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Towards a policy-smart and multidimensional biodiversity measure

17 August 2021
E89 Umej Xeaaoggf

Soto-Navarro, C.A., Harfoot, M., Hill, S.L.L. et al. Towards a multidimensional biodiversity index for national application. Nat Sustain (2021)


A new paper calls for a new framework for measuring biodiversity and its contributions to people with an eye towards greater conservation.

Research published today in Nature Sustainability presents a new Multidimensional Biodiversity Index (MBI) to connect biodiversity science to the political agenda.

Biodiversity is highly complex. It is a multidimensional concept in the same way that poverty, sustainable development or human health are. The authors of this new paper discuss that it is possible to have an adaptive and comparable measurement approach that can help policy around the world to tackle the biodiversity loss crisis. The MBI is a holistic measure that accounts for the diversity of values underpinning nature–human relationships.

Biodiversity underpins the health and strength of ecosystems and their contributions to people, from food security to disease control. However, the complexity of nature’s systems and the variety of narratives on why biodiversity matters mean that the information made available to policymakers is not always clear. This research discusses that the difficulty of linking biodiversity loss and risks to the attainment of sustainable development is a barrier to urgent action to reverse biodiversity loss.

According to the authors, taking a multidimensional approach to biodiversity – to assess what we value, facilitate mainstreaming and support national decision-making – helps to clarify the many linkages between biodiversity and society. They propose that national governments use a policy-focused MBI that incorporates ecological and human-centred perspectives on biodiversity. The proposed adoption of a composite index on biodiversity follows the success of indices in other sectors, which are used to assess complex societal issues such as human development, or the economy. These indices are tools to support policy analyses, advocacy and social awareness. A well-known example is the Human Development Index (HDI). Despite the shortcomings of any single measure of complex issues such as human well-being or the state of biodiversity, discussions around agreed-upon metrics can leverage political action and societal advocacy, reshaping our understanding of sustainable development.


Carolina Soto-Navarro, UNEP-WCMC, and lead author of the paper, affirms:

‘A clear example is GDP, arguably the world's most powerful indicator of national wealth. Nowadays, there is greater acceptance that GDP is a flawed metric, which has engrained in our society an unsustainable growth-centered vision of progress. But we cannot dispute its impact and power to leverage political action and mainstream economics into the political agenda. We are exploring a similar approach for biodiversity. We are not discussing MBI as a target, but as a thermometer that governments can use to take the pulse on nature’s health. Our question is, can we put biodiversity at the forefront of political decisions and achieve a similar level of impact with a framework to measure biodiversity?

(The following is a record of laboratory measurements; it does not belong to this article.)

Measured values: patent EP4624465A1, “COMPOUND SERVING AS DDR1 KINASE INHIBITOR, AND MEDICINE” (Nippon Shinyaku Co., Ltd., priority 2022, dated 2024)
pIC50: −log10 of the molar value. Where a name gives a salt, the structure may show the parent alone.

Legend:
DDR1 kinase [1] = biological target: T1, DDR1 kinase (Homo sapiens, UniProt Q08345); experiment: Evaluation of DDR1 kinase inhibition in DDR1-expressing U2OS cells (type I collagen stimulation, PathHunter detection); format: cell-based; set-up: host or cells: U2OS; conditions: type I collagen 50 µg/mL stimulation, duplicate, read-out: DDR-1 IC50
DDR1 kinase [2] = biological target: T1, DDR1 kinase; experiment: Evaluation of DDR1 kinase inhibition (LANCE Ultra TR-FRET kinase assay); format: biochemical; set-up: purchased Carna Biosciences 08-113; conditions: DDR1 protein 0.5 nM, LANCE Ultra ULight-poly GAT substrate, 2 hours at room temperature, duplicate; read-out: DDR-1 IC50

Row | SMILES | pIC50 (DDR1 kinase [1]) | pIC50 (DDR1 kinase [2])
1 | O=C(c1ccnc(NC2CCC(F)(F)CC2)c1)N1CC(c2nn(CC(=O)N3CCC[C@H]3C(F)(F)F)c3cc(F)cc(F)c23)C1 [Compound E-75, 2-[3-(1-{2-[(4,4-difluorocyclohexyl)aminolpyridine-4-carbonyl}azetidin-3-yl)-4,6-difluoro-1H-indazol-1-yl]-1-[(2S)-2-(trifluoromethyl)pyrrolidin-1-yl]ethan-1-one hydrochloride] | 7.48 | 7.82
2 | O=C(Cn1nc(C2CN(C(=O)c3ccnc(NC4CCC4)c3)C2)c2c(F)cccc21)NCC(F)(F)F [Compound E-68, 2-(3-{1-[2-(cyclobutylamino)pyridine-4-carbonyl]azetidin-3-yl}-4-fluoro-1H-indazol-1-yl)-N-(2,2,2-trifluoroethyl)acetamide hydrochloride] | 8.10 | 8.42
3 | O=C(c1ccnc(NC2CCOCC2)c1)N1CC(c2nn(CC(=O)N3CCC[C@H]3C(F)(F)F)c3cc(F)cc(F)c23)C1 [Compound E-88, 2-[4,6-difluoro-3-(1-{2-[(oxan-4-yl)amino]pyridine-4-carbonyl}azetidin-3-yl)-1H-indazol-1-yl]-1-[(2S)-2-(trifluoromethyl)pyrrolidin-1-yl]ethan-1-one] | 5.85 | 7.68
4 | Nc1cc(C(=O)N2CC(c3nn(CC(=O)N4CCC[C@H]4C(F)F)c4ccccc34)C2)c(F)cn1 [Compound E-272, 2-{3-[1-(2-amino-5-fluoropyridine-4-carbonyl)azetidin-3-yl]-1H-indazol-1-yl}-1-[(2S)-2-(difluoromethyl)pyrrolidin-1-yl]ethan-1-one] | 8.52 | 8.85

This research posits that similar levels of engagement at the political level might also be generated through the creation of an MBI that is used alongside these other multidimensional indexes. Such an index could be part of a dashboard of measures to drive sustainable development that delivers better outcomes for people and nature.

The paper presents the MBI as the ‘nature component’ of integrated policy decisions on sustainability; and it offers a roadmap for using the index at the national level as a biodiversity knowledge product for evidence-based decision-making.


Neil Burgess, Chief Scientist at UN Environment Programme World Conservation Monitoring Centre (UNEP-WCMC), argues:

‘An index like the MBI can be developed and taken up by national institutions, as a means to place biodiversity values on an equal footing with macroeconomic indicators, which drives so much decision making globally’.

UNEP-WCMC leads the MBI research project, funded by the Swiss Federal Office for the Environment (FOEN). The development of a multidimensional biodiversity index is supported from its inception by the Luc Hoffmann Institute. The research is currently focusing on developing the conceptual and methodological framework and piloting the concept in four focal, pilot or pioneer countries (South Africa, Viet Nam, Mexico and Switzerland) to assess its feasibility. One of the main challenges will be to align the elements of the national index to the values people hold on and derive from nature in that specific socio-cultural context.


Unai Pascual, Research Professor at the Basque Centre for Climate Change, co-Chair of the IPBES Values Assessment and Lead Author of  the Global Assessment, says:

‘A significant challenge in the quest for a more sustainable and fair future is the fact that while nature is associated with a great diversity of values, we still lack a practical policy relevant indicator for biodiversity that considers both the ecological and social value dimensions in a balanced way, and the MBI approach is a step in addressing this issue.’


Towards a multidimensional biodiversity index for national application was written by experts from UNEP-WCMC, CBD Secretariat, IPBES and the Comisión Nacional para el Conocimiento y Uso de la Biodiversidad (CONABIO).